Archive for September, 2010|Monthly archive page

Read it: “Crisis Management in Acute Care Settings”

In Human Factors, Patient Safety on September 8, 2010 at 12:06 pm

Crisis Management in Acute Care Settings by Pierre, Hofinger, and Buershaper (2008).

This is one of those books that I find so relevant I have read it several times and own the hardcover, the paperback and the Kindle version. I have referred to it numerous times in papers and conversations. It is a short book at 227 pages but every page is filled with amazing material.

The preface to the book begins with the quote “All of life is problem solving” (Popper). Since they say it better than I, here are excerpts from the authors’ words describing what this book is about:
On a regular basis, healthcare professionals are faced with problems that are sudden, unexpected and pose a threat to a patient’s life. Worse still, these problems do not leave much time for… Read the rest of this entry »

Human Factors and Ergonomic Studies

In Patient Safety on September 7, 2010 at 9:58 pm

In the future I am hoping to plan a research project involving human factors and ergonomics and nursing care delivery. One of the tools I hope to use is the device known as The Bodymedia Fit Armband. This device is worn 24 hours a day on one’s upper arm. It collects data
by using an accelerometer to count steps, skin temperature and galvanic skin response to measure body heat and activity, and heat flux to measure the heat your body gives off to the environment (Bodymedia, 2008)….Read more

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Comments on a failure

In Patient Safety on September 6, 2010 at 9:45 pm

The IHI collects thoughts on the issue of the error of wrong sided surgery.

What is the link between Human Factors Theory and cheese?

In Human Factors on September 6, 2010 at 6:32 pm

In the previous post Some Fun with Human Factors we looked at a maze with a mouse trying to get to the cheese to illustrate how confusing it can be navigate the many user interfaces one encounters in a typical hospital workday. Now onto to another cheese analogy in Human Factors: James Reason’s Model of Accident Causation.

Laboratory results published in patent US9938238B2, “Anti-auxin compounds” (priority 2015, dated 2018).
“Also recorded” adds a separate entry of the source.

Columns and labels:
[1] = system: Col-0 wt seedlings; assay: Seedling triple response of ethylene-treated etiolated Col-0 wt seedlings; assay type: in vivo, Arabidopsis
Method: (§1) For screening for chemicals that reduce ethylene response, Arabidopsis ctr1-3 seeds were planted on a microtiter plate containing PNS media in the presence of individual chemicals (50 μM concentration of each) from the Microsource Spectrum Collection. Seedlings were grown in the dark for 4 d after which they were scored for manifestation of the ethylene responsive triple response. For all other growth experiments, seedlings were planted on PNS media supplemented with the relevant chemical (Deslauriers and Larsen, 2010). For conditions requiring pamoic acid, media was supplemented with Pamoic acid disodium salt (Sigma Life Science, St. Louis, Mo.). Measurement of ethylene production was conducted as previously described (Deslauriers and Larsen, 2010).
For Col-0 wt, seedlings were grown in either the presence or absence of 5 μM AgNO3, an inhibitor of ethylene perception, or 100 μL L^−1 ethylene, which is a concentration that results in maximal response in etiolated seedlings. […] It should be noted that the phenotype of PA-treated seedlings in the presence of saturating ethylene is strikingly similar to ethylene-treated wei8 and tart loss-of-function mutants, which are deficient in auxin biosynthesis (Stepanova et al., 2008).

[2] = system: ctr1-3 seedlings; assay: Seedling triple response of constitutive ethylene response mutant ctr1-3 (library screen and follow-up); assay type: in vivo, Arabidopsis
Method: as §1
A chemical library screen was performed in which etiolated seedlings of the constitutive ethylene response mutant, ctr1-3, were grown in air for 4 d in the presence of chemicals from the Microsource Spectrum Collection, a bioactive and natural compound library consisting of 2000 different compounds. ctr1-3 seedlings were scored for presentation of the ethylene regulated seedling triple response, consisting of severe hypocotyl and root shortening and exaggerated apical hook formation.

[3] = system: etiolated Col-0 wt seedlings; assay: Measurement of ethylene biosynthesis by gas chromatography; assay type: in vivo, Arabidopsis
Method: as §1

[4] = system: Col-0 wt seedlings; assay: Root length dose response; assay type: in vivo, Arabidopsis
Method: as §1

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In Patient Safety on September 6, 2010 at 3:59 pm

Here is a blog developed to let patients speak about unsatisfactory experiences with the healthcare system. Their experiences are described as well as suggestions for improvement.  Read through the stories to see if what they experienced could also happen in your environment.

Patient Safety Blog -Telling our Stories The purpose of the blog created in 2007 is ” … to teach and encourage patients and patient advocates to become knowledgeable, pro-active, and empowered partners with their doctors and nurses. The website provides unbiased advice to keep our parents, children and other loved ones with acute or chronic illnesses healthy and safe from medical errors (Farbstein, 2007).” The blog is run by Ken Farbstein.

Rapid Response, MEWS and PEWS

In Checklists, Patient Safety on September 6, 2010 at 3:40 pm

Many Rapid Response teams have been formed in hospitals as a result of the IHI’s 5 million Lives campaign. Early warning system tools are also a recommendation along these lines to help identify when activate the Rapid Response Team. One hospital in Wales has developed MEWS* (Modified Early Warning System). The MEWS consists of a scoring tool and interventions based on these scores in assessing a deteriorating adult patient. View the MEWS. The tool is compact in that the scores in the middle show zero for normal then go out to the left as 1-2-3 for parameters that are dangerously low and out to the right as 1-2-3 for parameters that are dangerously high. Interventions for scores are listed at the bottom. This is a user friendly all-in-one algorithm/flowchart template for a safety assessment tool….. Read the rest of this entry »